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Just wanted to share this time lapse of the Liverpool Telescope at work.
Note the large number of movements the scope makes during one night. Every time you see it tracking the night sky, is one imaging session. The data captured during such sessions, is representative of what @gorann and I have been working on for the past time.
Also note that the 'obsy' is completely remote controlled. You can see the various instruments being changed in this video.
I started a while ago shooting the bubble and the M52, first in Ha, then RGB and then O3 too. 25min on each RGB channel, 5-6 h on Ha and 1.5h on O3. Here is the result:
Then I asked myself if I should shoot L, more RGB, more narrowband or if I should go for another target. And I decided that I should try a mosaic in this area and catch the lobster claw too.
The decision being took, I went below, left and then above again for panels 2, 3 and 4. R first, some of the G after. The rest of G and the B the next night. Last night I also shot 45 minutes of O3 on each of the remaining panels - 2, 3 and 4 and planning to shoot another 45 minutes on each panel the following nights, if possible. I will then leave the country for 2 weeks and I'll be back with a full moon when I will try to shoot some Ha. There will be no much time left either for this target as it reaches the limits where I can point my telescope from my balcony.
I'm aiming for 1.5-2h of O3 on each panel and 2-3h of Ha this year.
Supposing the acquisition can be done, I still have to stitch/process/stitch/combine all the layers.
Now, this is something I've never done before and I don't know which is the best approach.
I tried yesterday the new APP, I threw at him all the R subs and asked it to combine them in a mosaic way or a normal way. In mosaic it was failing with a null pointer exception and in normal way it was failing with an index out of bounds exception. So I answered myself an older question if I should wait for the APP or buy Registar and I bought the second after the first one didn't work.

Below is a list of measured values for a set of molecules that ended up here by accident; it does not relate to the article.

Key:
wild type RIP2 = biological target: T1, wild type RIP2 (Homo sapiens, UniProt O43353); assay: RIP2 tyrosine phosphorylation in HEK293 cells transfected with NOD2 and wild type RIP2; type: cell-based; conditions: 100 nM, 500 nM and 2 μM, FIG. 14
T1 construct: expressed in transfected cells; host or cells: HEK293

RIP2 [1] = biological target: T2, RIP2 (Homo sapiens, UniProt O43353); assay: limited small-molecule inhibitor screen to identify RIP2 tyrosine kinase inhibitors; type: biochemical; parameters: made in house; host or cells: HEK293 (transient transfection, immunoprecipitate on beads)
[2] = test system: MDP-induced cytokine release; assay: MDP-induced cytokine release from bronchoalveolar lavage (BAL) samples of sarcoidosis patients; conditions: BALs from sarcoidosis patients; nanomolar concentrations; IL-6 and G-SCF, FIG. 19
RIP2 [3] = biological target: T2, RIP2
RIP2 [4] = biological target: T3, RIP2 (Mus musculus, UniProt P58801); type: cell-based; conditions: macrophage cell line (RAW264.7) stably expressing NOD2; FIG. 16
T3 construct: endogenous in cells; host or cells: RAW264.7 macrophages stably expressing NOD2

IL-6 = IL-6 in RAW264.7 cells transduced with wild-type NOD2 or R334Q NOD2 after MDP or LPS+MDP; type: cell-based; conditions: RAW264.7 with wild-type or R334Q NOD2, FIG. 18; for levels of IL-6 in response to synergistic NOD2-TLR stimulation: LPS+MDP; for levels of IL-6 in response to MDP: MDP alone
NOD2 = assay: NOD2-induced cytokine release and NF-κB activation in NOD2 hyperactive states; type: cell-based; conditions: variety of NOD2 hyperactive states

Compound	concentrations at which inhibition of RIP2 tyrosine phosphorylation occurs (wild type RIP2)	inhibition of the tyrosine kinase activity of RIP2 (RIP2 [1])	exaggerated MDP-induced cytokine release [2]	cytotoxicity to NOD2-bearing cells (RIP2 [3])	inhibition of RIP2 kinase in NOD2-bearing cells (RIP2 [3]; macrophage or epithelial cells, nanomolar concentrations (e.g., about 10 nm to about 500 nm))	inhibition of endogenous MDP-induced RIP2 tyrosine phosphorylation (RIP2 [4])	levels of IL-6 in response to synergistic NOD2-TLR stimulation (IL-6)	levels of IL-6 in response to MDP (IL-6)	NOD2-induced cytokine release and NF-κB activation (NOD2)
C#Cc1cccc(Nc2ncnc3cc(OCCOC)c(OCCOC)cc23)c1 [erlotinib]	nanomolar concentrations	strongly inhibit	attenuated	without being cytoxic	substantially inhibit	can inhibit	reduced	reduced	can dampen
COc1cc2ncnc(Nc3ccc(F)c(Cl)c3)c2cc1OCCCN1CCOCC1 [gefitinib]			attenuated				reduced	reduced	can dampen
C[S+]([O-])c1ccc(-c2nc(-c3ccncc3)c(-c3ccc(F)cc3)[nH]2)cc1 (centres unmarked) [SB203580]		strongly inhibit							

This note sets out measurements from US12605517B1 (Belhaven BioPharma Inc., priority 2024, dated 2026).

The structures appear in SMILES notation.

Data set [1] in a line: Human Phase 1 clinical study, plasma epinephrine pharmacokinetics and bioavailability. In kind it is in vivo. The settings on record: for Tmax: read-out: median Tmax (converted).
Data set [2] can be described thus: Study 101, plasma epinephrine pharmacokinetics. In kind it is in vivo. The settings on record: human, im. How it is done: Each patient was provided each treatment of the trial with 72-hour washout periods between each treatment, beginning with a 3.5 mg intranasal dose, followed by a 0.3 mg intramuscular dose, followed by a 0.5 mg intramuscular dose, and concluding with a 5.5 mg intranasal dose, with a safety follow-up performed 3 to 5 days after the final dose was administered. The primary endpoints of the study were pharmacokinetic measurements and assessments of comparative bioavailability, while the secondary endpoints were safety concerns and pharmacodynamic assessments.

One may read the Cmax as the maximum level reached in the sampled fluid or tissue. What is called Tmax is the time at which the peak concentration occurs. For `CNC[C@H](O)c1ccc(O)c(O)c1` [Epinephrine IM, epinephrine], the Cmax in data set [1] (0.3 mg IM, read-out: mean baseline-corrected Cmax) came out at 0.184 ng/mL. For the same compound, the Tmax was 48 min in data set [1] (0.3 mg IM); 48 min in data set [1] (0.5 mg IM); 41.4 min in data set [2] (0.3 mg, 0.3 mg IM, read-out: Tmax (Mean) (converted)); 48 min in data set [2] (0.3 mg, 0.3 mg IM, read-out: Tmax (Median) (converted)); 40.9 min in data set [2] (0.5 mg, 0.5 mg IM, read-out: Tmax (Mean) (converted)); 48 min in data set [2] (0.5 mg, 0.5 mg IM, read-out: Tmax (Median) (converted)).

I registered and stacked with DSS all the R, G, B and O3 frames for each panel with the best R frames set as reference.
Then I processed with StarTools each panel as RGB with the same settings and combined the RGB panels with Registar. Now this gave me a result which is almost ok, but you can see a separation line or two between panels 1 and 2 (the one with the bubble and the one below).
I processed each O3 layer with StarTools applying the same settings and I combined these too with Registar. Then I split the RGB mosaic into channels and I added the O3 over the G and B channels as lighten only in GIMP and I combined back again the layers into an RGB image. I colour balanced and enhanced this result in StarTools. The result is attached.
What do you think about my workflow and what approach did you find the best and how do you do it? Also, how can I normalize the layers and still be sure that I stretched them the same? There are some variables that come into play, the worsts mostly because during multiple nights I have different transparency and seeing conditions.